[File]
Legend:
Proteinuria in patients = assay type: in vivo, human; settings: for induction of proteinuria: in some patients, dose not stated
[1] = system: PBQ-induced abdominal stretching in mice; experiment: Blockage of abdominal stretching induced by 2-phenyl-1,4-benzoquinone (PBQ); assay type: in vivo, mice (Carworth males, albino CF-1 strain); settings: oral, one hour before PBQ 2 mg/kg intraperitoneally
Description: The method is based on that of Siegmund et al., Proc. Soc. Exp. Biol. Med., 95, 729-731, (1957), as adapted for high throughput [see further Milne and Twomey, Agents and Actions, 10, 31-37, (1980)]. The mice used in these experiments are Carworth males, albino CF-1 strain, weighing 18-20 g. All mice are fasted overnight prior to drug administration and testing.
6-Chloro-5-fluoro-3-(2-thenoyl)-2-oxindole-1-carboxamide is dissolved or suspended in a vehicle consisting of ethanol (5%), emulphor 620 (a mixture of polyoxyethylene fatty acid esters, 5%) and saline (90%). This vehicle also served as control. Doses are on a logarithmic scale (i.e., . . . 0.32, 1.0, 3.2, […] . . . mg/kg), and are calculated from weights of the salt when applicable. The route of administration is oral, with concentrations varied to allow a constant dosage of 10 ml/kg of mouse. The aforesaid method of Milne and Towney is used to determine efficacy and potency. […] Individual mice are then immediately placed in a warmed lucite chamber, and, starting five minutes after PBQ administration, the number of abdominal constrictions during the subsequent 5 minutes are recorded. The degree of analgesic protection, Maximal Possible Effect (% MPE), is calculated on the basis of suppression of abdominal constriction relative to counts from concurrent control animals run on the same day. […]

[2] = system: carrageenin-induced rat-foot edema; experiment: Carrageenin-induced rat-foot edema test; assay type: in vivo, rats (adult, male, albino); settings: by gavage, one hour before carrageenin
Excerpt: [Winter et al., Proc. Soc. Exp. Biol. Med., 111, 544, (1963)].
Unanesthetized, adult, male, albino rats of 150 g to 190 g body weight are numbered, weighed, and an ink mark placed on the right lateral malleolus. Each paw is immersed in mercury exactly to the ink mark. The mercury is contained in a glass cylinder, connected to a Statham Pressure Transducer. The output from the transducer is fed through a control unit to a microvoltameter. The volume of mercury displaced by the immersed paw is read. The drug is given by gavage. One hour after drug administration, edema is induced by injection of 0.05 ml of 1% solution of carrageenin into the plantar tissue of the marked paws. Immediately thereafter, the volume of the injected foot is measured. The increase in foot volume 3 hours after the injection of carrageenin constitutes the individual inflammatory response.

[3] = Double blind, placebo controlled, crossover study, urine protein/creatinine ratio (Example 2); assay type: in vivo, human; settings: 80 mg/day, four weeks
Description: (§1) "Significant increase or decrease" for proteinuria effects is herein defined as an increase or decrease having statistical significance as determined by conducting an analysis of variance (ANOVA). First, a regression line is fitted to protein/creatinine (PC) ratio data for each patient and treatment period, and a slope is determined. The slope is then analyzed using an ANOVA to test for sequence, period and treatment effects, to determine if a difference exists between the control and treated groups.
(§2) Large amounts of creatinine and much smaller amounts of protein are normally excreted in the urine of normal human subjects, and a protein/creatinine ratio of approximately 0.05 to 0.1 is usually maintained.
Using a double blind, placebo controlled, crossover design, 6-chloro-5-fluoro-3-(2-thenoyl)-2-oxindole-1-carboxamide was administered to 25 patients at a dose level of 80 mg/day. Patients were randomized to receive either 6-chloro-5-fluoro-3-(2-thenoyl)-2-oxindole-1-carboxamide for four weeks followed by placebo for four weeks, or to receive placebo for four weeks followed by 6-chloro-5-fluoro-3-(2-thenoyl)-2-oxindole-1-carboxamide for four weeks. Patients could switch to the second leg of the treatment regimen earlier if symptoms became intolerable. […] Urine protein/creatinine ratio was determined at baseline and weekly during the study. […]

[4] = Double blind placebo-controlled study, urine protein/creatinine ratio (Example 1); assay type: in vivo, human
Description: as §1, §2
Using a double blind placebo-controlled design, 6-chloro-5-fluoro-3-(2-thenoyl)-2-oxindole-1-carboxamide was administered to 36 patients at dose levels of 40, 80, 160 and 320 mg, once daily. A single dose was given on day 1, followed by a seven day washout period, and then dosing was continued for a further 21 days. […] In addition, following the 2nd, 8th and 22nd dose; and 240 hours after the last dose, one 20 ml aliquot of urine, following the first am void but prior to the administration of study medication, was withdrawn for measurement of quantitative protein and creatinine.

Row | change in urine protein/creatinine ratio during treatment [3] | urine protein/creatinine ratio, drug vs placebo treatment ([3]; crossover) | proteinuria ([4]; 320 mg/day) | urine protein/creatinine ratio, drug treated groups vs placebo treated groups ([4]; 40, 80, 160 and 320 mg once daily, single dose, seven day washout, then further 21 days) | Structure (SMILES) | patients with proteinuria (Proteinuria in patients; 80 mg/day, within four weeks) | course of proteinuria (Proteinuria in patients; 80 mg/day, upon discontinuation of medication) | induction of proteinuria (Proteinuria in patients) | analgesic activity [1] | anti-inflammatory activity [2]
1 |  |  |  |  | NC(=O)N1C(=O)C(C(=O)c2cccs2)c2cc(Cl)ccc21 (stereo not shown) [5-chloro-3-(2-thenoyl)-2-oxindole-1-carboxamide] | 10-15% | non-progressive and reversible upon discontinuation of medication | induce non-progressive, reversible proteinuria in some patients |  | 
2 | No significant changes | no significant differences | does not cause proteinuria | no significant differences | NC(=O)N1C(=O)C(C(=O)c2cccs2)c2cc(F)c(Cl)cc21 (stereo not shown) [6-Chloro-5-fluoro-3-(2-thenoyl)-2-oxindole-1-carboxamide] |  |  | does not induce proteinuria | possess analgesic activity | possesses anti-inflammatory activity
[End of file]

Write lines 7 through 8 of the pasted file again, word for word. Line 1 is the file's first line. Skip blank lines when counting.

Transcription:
Excerpt: [Winter et al., Proc. Soc. Exp. Biol. Med., 111, 544, (1963)].
Unanesthetized, adult, male, albino rats of 150 g to 190 g body weight are numbered, weighed, and an ink mark placed on the right lateral malleolus. Each paw is immersed in mercury exactly to the ink mark. The mercury is contained in a glass cylinder, connected to a Statham Pressure Transducer. The output from the transducer is fed through a control unit to a microvoltameter. The volume of mercury displaced by the immersed paw is read. The drug is given by gavage. One hour after drug administration, edema is induced by injection of 0.05 ml of 1% solution of carrageenin into the plantar tissue of the marked paws. Immediately thereafter, the volume of the injected foot is measured. The increase in foot volume 3 hours after the injection of carrageenin constitutes the individual inflammatory response.